Das Konzept von OBIA wurde als Substitution-Analyse-Rahmen vorgeschlagen, um die Mängel vom früheren pixel-basierten Konzept abzumildern. In diesem Sinne untersucht die Studie die beliebtesten Maximum-Likelihood-Klassifikatoren des pixel-basierten Konzeptes als Beispiel für das Verhalten der spektralen Klassifikatoren in dem jeweiligen Datenbereich und der Region. Im Gegensatz dazu analysiert OBIA Fernerkundungsdaten durch den Einbau von Wissen des Analytikers sowie kostenlose Zusatzdaten in einer Art und Weise, die menschliche Intelligenz für die Bildinterpretation als eine reale Darstellung der Funktion simuliert. Als ein Segment einer Basisverar-beitungseinheit wurden verschiedene Kombinationen von Segmentierungskriterien getestet um ähnliche spektrale Werte in Gruppen von relativ homogenen Pixeln zu trennen. An der kategorische Subtraktionsebene wurden Regeln entwickelt und optimale Eigenschaften für jede besondere Klasse extrahiert. Zwei Verfahren (Rule Based (RB) und Nearest Neighbour (NN) Classifier) wurden zugeteilt um die segmentierten Objekte der entsprechenden Klasse zuzuweisen.

Außerdem versucht die Studie die Fragen zu beantworten, ob OBIA in feiner räumlicher Auflösung grundsätzlich genauer ist als eine gröbere Auflösung, und wie beide, das pixel-basierte und das OBIA Konzept sich in einer relativen Genauigkeit als eine Funktion der räumlichen Auflösung vergleichen lassen. Diese Arbeit zeigt insbesondere, dass das OBIA Konzept eine fortschrittliche Lösung für die Bildanalyse ist, da die Genauigkeiten - an den verschiedenen Skalen angewandt - im Vergleich mit denen der pixel-basierten Konzepte verbessert wurden. Unterdessen waren die berichteten Ergebnisse der feineren räumlichen Auflösung nicht nur für die beiden Ansätze konsequent hoch, sondern durch das OBIA Konzept deutlich verbessert.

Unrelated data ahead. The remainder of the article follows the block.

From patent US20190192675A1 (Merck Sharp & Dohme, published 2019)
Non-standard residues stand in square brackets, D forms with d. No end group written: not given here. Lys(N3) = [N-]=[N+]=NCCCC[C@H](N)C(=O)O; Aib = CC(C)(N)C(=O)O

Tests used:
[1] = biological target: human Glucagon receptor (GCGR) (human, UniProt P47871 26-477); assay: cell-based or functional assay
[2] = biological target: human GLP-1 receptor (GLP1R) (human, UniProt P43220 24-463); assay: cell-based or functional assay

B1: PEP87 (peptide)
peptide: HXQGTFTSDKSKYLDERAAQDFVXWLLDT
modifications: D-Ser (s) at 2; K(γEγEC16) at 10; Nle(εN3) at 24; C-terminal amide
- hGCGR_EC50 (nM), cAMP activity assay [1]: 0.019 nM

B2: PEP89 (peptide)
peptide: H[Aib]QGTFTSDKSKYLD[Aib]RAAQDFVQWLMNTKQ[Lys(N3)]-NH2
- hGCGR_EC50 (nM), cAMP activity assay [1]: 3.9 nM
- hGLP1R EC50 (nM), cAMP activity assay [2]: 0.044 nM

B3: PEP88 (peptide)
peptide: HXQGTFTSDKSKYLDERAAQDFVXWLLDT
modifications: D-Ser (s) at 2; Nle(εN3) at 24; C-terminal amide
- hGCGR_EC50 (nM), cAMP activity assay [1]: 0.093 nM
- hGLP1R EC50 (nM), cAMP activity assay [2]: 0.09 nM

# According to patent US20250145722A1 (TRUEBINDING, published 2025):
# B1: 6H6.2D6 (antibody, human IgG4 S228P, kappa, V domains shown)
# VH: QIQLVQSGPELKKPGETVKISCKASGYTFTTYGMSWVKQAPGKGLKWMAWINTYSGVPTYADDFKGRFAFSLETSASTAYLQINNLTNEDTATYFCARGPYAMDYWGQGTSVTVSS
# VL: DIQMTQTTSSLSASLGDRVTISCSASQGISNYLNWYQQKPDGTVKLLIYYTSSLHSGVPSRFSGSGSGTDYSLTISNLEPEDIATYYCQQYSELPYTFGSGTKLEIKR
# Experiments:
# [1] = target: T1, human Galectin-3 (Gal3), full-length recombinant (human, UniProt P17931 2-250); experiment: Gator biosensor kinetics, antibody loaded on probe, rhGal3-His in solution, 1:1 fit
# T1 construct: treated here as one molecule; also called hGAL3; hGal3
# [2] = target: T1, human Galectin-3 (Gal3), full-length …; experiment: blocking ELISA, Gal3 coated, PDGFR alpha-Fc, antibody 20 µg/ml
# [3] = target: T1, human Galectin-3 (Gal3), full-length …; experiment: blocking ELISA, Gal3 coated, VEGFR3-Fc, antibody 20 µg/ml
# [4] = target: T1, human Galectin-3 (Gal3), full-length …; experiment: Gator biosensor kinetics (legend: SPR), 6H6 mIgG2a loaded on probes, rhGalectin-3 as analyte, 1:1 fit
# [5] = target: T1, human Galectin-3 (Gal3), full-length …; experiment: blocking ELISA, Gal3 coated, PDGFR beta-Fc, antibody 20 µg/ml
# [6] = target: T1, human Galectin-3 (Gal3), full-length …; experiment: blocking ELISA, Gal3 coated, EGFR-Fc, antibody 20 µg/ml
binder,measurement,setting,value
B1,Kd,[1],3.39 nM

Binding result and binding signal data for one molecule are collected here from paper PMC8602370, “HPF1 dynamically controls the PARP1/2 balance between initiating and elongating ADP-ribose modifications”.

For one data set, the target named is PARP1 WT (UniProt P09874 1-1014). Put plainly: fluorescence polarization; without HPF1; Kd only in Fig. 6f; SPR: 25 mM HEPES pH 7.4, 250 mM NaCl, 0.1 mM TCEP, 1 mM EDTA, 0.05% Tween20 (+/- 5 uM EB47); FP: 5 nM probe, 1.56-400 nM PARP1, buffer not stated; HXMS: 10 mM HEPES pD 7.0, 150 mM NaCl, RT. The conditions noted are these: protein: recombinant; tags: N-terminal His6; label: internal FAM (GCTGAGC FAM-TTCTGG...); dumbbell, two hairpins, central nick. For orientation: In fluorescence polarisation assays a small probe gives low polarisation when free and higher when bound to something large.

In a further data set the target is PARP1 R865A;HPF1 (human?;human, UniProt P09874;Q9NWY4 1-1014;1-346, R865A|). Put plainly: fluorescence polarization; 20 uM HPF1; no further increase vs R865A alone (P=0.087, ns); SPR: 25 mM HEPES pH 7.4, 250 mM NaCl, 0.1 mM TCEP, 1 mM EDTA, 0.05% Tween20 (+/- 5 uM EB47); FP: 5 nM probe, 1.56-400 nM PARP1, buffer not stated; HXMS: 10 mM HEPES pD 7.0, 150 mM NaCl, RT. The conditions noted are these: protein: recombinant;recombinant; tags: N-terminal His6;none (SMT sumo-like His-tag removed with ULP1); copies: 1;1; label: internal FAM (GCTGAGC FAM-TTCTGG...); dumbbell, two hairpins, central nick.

Die schnellen Veränderungen und die Heterogenität der Region sowie die unterschiedliche Datenherkunft haben dazu geführt, dass die Umsetzung von Post- Klassifizierungs-Änderungserkennung besser geeignet ist als radio-metrische Transformationsmethoden. Basierend auf thematische LU/LC Karten wurden Serien von optimierten Algorithmen entwickelt, um die Dynamik in LU/LC Einheiten darzustellen. Deshalb wurden für Detailänderung "von-bis"-Informationsklassen sowie Veränderungsstatistiken erstellt. Ferner wurden die erzeugten Änderungskarten bewertet, was zeigte, dass die Genauigkeit der Änderungskarten konstant hoch ist. Aggregiert auf die Gemeinde-Ebene bieten Sozialerhebungen der Haushaltsdaten eine umfassende zusätzliche Sichtweise auf die Fernerkundungsdaten. Die vorher festgelegten degradierten und erfolgreich wiederhergestellten Hot Spots wurden untersucht. Die Studie verwendet einen gut gestalteten Fragebogen um Faktoren die die Dynamik der Änderung der Landbedeckung und mögliche Lösungen, die auf der Wahrnehmung der Gemeinden basieren, anzusprechen.